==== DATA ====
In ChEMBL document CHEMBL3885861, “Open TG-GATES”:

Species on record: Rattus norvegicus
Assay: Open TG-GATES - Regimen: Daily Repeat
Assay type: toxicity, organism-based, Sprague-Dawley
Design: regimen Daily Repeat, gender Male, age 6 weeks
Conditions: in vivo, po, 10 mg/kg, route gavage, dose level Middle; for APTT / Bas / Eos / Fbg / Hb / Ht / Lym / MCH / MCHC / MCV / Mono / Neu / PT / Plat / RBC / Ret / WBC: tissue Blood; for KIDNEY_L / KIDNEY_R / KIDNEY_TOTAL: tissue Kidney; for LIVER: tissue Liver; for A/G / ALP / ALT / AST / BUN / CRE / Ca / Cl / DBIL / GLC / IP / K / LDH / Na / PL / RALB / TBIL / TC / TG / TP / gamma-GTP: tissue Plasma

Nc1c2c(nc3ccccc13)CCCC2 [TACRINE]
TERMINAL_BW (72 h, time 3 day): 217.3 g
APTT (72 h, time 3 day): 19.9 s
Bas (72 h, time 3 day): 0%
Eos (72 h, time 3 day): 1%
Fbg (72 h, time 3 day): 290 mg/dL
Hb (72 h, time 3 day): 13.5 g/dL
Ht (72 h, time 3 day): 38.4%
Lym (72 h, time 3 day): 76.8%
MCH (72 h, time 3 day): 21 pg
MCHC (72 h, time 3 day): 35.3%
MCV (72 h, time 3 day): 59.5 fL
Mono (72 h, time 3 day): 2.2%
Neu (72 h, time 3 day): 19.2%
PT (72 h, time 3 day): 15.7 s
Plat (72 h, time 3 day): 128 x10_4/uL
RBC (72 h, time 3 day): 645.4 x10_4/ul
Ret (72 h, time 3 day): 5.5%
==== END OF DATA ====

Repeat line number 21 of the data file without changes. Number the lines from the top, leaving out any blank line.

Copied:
PT (72 h, time 3 day): 15.7 s